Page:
I liked the one using hard boiled eggs the best.

Method

Pre-heat the oven to GM 5 – 190°C

I used a Mermaid shallow tin, 31cm x 21cm, which I greased and lined – to make it easier to get the mazurek out of the tin.

Using around 1/2 to 2/3rds of the pastry dough, roll out a rectangle for the bottom of the tin – if it is too crumbly you might have to piece and press this in.

Using the rest of the dough make stripes about a finger thickness and place these around the edge of the tin.

Use a sharp knife to make a cut pattern in these strips.

 

 

Bake for 25 -30 minutes until the pastry is golden.

Leave to cool completely.

Fill the mazurek hollow with jam.

You will need around a whole jar of jar and you can heat the jam slightly to make it easier to spread.

Make some icing with beaten egg white, lemon juice and icing sugar and drizzle this over the jam.

Mazurek with blackcurrant jam

 

 

Served here on a bamboo board and  Las Palmas tea plates by Aynsley from the 1960s

Mazurek with raspberry jam

 

 

 

Served here on a bamboo board and tea plates with a violet design by Colclough from the 1930s.

 

 

Chocolate Babka

It has taken me a while to get to this recipe for a super chocolate babka .

I had bought an unused, still with stickers, Oneida babka tin in a charity shop and wanted to try it out.

20170114_080317 20170114_080302

I looked up several recipes and tried then out.

The first one was like rubber, the second was dry as dust but finally the third one turned out well.

I have adapted this recipe from one that is found in the older Be-Ro(flour) recipes books.

This recipe just uses cocoa powder.

20170204_064412

These books were ones I used as a child , they contain simple basic recipes for traditional British cakes & biscuits and are very easy to follow.

Cake Ingredients

400g self raising flour

450g caster sugar

1 teaspoon salt

50g cocoa powder

200g butter or block margarine

4 eggs

150ml evaporated milk

150ml water

2 drops of vanilla essence

Method

Grease the babka tin.

One tip I have learnt when using these tins is that it is best to brush them well with melted butter and then sprinkle dried breadcrumbs over the surface to prevent sticking  – I think this works better than flour.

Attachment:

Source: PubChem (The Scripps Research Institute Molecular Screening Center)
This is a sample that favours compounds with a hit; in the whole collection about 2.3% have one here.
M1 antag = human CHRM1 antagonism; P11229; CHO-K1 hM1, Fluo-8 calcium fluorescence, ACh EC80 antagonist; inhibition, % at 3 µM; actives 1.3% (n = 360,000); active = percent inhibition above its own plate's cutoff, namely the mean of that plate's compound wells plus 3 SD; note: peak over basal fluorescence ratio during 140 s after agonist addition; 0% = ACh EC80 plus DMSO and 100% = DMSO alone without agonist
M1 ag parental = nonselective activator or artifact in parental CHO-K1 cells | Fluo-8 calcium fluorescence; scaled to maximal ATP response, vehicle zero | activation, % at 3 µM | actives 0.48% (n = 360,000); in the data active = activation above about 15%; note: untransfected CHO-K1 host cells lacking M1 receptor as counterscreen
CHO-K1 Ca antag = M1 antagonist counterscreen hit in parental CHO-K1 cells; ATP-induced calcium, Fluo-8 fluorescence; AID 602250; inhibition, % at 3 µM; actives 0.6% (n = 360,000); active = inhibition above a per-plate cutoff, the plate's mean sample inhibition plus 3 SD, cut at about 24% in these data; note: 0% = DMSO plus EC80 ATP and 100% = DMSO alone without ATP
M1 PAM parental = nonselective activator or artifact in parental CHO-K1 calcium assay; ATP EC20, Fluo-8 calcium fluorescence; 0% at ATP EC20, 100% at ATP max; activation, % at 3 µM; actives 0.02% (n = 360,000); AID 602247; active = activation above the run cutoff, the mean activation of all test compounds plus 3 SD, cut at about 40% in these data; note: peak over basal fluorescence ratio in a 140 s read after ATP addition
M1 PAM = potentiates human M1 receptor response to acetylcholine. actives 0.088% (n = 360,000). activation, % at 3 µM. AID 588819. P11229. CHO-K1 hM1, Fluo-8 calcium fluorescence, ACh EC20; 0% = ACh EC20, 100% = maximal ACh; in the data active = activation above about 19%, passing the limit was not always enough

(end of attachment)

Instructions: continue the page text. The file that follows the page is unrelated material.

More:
Pre-heat the oven oven to GM 4  – 180°C

You need to use a large bowl for this cake mixture.

Rub the butter into the flour so that the mixture is like breadcrumbs.

Stir in the salt, sugar and cocoa powder.

Lightly beat the eggs and add the evaporated milk, the water and the drops of vanilla essence.

Stir the liquid mixture into the dry ingredients mixing thoroughly to give a thick batter.

Pour the cake batter into the tin.

20170128_121607

Bake for around 40 to 45 minutes, checking it is baked with a cake tester or wooden skewer.

Leave to cool in the tin and then turn out the cake onto a cooling rack.

Chocolate Icing Ingredients

60g butter

1 tablespoon of cocoa powder

3 tablespoons of hot milk

250g icing sugar

1-2 drops of vanilla essence

Method

Heat up some milk in a small pan (I use a bit more than is needed and measure it out after heating).

Melt the butter in a pan.

Blend in the cocoa powder.

Stir in the icing sugar, milk and essence (I add the sugar in stages -aiming  for a slightly runny icing) and beat until it is thick and smooth – adjusting with icing sugar and extra milk as necessary.

Try and dribble the icing over the cake first, rather than spread it on with a spatula.  Then use a spatula to even it out over the whole cake.

 

 

 

 

 

The cake stand & pastry forks are Crazy Daisy (21st Century design) by Portmeirion

The tea service is Lyndale, by Royal Standard from the 1950s.

The green teapot is Cafe Culture by Maxwell Williams.

If you have any left after serving, then this cake keeps well if kept in an air tight container.

I use a plastic cake saver from Morrisons Supermarket  which is really useful (however a cake stand on a foot is too high – you have to use a lower stand or plate).

 

The plate is Beechwood by Royal Adderley, 1955  to 1964.

Keks

Keks is the word for a light fruit cake which is baked in a loaf tin or even more so a long narrow rectangular tin.

I am not sure how or when the word keks came into the Polish language but I am certain it comes from the English word “cakes” –  however the word keks is singular in Polish and means cake, and the plural is  keksy which is cakes.

It is thought that the keks originated from recipes for cakes from ancient Rome with the cakes being baked with pomegranate seeds, pine nuts and dried grapes and  using barley flour and then later in the middle ages honey was used and other fruits.

Keks is mentioned in a Polish cookery compendium from 1682 by Stanisław Czerniecki.

Nowadays keks is made using wheat flour and bakalie.

Bakalie is usually translated as dried fruits – however it has more varied fruits than the English version of dried grapes (raisins, sultanas, currants) & mixed peel.

Bakalie can be a mixture of the following:

  • Apricots
  • Currants
  • Dates
  • Figs
  • Mixed peel
  • Prunes
  • Raisins
  • Sultanas
  • Nuts – almonds, hazel & walnuts

Of course you can vary the mixture every time you make it.